Robert Clive – ‘Rio Janeiro was my choice’
As the eyes of the world focus on the Olympic Games in Brazil, I thought I’d share a story about Robert Clive’s stay in Rio de Janeiro in 1764. It was not a happy experience!
Here is Clive telling us what happened - can you hear a tone of haughty disdain echoing down the years?
Letter from Robert Clive to the Viceroy of Rio de Janeiro, dated St Christovo 5 November 1764 -
‘Distress of weather, and a tedious passage to my Government in the East Indies, obliged me to put into some port, for refreshment. Rio Janeiro was my choice... Considering the very great and recent services rendered by the British nation to that of Portugal, it was reasonable to suppose that a man of my station and dignity, would be entitled to every mark of distinction from the Viceroy of this place. As an Englishman, however, I at least expected security for myself and for my family in a Portugueze settlement. How far these expectations…have been answered, cannot, I think, be determined by a few superficial marks of shew and ceremony; because civilities of the most obvious nature have been, as it should seem, purposely omitted. Over this, however, I am content to draw a veil, having a much stronger ground for complaint.
Among my domestic servants, there were four musicians, whom I hired in England, at a great expence, for the amusement of the Government of Calcutta. These I brought on shore, merely to entertain this town; and being informed that the inhabitants were admirers of music, I permitted my band to go to any private families who might be desirous of hearing them perform… They were found to excell all those of their profession in the settlement and priests and others were, hereupon, instructed to seduce them. I had indeed been frequently informed, that such an attempt would be made, nay I received several intimations of Your Excellency’s intention to facilitate and encourage the execution of the design, that they might be inveigled to stay here, and be employed at the opera after my departure. But as it was impossible for a liberal mind to entertain so mean a suspicion against a man in your exalted station, I still continued to let my servants go at large.’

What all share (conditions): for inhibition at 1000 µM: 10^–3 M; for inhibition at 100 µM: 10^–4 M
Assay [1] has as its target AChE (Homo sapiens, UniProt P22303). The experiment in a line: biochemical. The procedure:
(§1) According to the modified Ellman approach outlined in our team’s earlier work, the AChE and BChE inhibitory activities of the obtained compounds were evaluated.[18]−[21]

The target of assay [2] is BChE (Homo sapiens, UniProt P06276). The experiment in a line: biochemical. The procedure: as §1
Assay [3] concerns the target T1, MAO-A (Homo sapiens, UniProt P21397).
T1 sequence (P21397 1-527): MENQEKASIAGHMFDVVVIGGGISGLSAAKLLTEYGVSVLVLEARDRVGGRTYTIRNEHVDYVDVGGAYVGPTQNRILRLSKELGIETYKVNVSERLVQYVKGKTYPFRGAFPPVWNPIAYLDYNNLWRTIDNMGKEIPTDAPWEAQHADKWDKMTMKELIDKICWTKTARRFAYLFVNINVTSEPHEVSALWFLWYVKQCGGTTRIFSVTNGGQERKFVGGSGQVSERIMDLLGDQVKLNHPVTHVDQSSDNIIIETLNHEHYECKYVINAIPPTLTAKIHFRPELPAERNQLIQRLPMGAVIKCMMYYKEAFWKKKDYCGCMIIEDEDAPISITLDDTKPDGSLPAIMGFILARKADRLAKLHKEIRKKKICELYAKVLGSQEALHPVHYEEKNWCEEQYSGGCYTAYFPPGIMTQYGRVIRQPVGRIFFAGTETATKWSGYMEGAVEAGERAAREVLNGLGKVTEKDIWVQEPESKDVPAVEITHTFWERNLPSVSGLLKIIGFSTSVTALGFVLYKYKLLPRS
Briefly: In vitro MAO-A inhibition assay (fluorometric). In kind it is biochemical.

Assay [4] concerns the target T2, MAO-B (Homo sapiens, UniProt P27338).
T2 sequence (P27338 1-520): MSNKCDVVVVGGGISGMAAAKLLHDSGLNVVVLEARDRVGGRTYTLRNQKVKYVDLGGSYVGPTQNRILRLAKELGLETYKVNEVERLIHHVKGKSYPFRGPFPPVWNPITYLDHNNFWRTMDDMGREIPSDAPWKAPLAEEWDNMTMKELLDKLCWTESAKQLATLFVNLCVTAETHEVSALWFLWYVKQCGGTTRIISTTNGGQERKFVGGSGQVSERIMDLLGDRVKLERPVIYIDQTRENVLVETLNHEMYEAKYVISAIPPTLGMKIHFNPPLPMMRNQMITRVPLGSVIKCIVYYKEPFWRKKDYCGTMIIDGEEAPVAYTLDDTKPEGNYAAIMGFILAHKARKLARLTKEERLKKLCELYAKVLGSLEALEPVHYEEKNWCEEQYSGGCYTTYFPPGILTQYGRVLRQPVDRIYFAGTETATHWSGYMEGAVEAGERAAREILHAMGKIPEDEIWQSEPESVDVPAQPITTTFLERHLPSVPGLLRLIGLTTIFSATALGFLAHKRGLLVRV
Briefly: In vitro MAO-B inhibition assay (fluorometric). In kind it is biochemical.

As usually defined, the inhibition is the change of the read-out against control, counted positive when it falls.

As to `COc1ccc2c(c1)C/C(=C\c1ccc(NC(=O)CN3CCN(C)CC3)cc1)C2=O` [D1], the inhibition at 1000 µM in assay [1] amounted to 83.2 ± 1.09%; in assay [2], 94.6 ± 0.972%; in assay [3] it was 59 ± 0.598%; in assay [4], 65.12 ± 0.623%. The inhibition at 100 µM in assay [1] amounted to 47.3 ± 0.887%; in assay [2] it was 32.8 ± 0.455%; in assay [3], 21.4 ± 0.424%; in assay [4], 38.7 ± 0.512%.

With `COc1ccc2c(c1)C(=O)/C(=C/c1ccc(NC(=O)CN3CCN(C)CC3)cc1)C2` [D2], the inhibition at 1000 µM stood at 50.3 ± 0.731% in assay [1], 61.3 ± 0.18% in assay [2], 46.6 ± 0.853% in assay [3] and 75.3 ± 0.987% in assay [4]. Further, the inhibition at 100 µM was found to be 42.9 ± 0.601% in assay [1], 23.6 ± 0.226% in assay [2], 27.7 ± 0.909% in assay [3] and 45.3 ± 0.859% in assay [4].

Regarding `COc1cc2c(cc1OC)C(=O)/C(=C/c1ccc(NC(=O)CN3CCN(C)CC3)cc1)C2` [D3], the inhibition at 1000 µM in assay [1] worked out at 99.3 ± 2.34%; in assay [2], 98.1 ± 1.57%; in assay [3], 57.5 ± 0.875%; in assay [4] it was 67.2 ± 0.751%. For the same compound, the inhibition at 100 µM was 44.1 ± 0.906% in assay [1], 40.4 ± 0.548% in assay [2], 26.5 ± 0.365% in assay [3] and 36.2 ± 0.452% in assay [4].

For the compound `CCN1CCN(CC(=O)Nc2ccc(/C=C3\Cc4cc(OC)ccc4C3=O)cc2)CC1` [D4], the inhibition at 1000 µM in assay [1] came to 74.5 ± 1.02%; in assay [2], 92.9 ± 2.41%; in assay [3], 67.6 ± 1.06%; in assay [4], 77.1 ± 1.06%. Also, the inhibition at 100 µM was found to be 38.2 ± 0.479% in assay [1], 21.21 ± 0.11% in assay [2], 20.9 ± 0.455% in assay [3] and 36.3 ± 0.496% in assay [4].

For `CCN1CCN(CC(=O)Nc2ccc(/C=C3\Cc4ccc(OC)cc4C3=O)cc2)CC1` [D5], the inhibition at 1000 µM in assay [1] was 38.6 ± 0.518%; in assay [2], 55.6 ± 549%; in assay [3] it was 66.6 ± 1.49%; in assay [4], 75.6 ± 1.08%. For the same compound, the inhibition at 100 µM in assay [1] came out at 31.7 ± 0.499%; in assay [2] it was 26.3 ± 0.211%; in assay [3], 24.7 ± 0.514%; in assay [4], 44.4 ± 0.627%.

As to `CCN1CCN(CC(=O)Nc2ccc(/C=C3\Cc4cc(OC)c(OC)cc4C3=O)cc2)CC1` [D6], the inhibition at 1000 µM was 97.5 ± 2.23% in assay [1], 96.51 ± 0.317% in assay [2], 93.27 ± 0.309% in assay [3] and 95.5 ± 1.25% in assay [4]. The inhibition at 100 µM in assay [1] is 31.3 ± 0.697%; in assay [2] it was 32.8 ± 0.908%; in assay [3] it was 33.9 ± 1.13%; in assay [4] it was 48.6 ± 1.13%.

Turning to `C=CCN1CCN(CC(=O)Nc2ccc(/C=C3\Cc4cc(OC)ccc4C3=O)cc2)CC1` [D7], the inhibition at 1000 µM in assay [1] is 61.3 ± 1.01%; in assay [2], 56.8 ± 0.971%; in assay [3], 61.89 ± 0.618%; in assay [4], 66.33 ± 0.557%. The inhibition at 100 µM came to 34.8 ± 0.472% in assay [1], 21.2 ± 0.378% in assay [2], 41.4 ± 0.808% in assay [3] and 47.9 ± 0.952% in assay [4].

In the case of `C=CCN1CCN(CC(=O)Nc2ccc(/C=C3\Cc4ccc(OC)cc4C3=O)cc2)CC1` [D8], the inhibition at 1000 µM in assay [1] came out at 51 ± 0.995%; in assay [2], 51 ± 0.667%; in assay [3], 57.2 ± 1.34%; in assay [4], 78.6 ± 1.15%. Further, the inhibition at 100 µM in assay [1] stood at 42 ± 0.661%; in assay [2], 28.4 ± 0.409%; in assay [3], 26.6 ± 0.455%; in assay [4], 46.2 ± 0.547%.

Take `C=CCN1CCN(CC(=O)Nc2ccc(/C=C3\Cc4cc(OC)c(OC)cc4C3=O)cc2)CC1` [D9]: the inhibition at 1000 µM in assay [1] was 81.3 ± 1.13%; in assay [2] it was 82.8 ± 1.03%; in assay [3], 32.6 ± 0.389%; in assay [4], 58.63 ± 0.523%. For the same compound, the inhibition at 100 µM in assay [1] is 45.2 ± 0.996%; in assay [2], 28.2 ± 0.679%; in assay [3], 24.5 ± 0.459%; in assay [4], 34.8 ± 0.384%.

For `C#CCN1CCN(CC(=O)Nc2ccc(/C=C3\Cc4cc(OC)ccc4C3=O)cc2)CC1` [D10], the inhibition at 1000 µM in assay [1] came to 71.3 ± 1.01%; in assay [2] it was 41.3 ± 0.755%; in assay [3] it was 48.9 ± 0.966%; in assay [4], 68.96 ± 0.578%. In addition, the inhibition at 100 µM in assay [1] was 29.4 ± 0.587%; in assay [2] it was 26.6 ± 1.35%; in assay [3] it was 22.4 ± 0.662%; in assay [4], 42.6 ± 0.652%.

The church of Our Lady of Glory from Views and costumes of Rio de Janeiro painted by Lieutenant Henry Chamberlain, 1822.
©De Agostini/The British Library Board Images Online
Once Clive was convinced that his musicians were being lured away, he tried to have them seized. The men took refuge in a church and were then allowed to escape.
‘Could it be conceived that your Excellency’s authority, which cannot be eluded by the meanest slave in the remotest part of your government, would be baffled by three fiddlers, dressed in laced cloaths, carrying with them a large quantity of baggage, and escorted into the country by a priest?...These men, Sir, are not only my servants; they are also British subjects; and you cannot be ignorant, that the seduction of them, will neither be looked upon with indifference by the King of England, nor countenanced, much less approved of by the King of Portugal.'
Clive ends with this postscript, lofty to the last: ‘To prevent any misinterpretation of this letter, I have enclosed an accurate translation of it into French, a language with which your Excellency is not unacquainted’.
The letter comes from the papers of Robert Clive in India Office Private Papers MSS Eur G 37/3/1 ff.61-64v.